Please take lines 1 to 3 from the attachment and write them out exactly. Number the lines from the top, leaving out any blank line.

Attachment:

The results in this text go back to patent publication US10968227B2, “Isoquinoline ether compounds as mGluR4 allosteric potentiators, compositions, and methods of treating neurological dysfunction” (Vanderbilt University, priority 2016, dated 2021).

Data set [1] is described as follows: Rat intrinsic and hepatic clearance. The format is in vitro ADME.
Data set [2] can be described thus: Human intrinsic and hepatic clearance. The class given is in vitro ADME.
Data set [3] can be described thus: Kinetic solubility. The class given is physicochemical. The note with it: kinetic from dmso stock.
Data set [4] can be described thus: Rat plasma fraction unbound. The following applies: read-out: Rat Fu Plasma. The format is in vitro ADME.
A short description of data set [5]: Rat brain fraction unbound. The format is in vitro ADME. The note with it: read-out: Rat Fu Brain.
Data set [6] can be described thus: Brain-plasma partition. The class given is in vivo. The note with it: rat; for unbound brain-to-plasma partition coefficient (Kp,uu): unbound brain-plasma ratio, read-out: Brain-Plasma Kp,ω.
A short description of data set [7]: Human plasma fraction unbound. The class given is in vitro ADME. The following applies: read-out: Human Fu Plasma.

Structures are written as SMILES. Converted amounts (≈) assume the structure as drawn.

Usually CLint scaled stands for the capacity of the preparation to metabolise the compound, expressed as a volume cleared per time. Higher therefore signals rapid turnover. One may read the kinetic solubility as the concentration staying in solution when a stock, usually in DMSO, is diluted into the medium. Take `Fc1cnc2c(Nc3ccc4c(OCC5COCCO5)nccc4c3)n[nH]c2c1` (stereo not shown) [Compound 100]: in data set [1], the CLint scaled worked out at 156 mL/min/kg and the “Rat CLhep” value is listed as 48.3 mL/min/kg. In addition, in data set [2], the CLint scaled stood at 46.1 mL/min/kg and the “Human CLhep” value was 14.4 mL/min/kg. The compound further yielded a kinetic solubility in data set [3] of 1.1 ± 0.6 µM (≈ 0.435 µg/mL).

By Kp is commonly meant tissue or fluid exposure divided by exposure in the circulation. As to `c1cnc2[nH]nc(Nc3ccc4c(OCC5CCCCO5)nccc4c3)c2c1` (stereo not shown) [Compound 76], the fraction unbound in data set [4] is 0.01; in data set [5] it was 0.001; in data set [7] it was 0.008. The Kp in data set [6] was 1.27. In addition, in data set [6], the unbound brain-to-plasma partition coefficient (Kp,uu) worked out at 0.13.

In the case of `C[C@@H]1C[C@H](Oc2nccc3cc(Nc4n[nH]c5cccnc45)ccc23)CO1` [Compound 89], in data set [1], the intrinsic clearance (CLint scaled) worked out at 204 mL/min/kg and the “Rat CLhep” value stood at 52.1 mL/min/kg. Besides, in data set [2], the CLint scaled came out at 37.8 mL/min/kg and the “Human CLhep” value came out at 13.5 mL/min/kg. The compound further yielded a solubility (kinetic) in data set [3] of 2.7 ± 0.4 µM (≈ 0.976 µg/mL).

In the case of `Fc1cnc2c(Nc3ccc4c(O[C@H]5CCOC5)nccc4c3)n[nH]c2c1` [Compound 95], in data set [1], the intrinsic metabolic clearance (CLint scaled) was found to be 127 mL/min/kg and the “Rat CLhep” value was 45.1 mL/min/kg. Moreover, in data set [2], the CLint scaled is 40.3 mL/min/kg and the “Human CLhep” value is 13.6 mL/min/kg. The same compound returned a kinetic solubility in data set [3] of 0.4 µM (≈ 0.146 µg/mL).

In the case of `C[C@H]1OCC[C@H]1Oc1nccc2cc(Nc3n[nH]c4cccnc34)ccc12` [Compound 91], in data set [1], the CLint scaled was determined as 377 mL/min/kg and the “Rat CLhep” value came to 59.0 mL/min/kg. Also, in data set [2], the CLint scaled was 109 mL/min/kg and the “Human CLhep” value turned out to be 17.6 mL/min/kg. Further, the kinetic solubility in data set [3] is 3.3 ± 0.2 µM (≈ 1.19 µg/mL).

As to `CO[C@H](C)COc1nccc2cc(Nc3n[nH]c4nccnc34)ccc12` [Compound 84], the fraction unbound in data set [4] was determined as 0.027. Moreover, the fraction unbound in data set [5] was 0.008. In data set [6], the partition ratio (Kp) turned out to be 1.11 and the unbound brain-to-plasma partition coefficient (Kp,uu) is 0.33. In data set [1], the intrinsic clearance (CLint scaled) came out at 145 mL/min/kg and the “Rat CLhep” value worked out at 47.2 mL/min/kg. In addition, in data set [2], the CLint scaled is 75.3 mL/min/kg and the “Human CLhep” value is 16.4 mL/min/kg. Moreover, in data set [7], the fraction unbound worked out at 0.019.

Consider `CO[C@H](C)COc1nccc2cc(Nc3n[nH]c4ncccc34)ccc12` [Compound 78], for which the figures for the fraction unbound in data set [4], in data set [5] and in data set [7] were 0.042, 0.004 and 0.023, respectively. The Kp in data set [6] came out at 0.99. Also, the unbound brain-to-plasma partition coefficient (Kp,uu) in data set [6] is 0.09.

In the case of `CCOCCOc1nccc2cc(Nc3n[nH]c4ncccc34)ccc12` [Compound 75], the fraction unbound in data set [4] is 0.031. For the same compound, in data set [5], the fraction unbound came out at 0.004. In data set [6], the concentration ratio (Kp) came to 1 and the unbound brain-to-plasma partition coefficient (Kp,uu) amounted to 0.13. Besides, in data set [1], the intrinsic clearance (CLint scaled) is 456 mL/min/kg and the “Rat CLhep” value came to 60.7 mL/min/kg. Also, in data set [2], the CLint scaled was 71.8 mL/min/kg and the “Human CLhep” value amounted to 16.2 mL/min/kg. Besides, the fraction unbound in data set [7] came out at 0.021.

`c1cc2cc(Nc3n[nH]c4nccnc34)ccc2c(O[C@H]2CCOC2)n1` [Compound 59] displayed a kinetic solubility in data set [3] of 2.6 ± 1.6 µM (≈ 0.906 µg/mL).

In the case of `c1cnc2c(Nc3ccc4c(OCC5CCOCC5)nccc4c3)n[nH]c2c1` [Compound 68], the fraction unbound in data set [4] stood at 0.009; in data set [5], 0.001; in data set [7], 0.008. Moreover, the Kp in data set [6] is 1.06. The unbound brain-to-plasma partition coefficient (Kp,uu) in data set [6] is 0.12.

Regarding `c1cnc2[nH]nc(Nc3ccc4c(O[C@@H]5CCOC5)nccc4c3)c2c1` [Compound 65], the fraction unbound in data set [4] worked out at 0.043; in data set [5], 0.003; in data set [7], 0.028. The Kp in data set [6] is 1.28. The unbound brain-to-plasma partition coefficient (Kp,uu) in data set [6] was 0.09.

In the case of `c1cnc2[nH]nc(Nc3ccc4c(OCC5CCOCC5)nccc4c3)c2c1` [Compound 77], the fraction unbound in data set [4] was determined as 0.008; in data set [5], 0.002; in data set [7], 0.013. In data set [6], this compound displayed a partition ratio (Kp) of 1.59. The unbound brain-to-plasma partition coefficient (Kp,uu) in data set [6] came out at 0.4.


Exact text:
The results in this text go back to patent publication US10968227B2, “Isoquinoline ether compounds as mGluR4 allosteric potentiators, compositions, and methods of treating neurological dysfunction” (Vanderbilt University, priority 2016, dated 2021).

Data set [1] is described as follows: Rat intrinsic and hepatic clearance. The format is in vitro ADME.
Data set [2] can be described thus: Human intrinsic and hepatic clearance. The class given is in vitro ADME.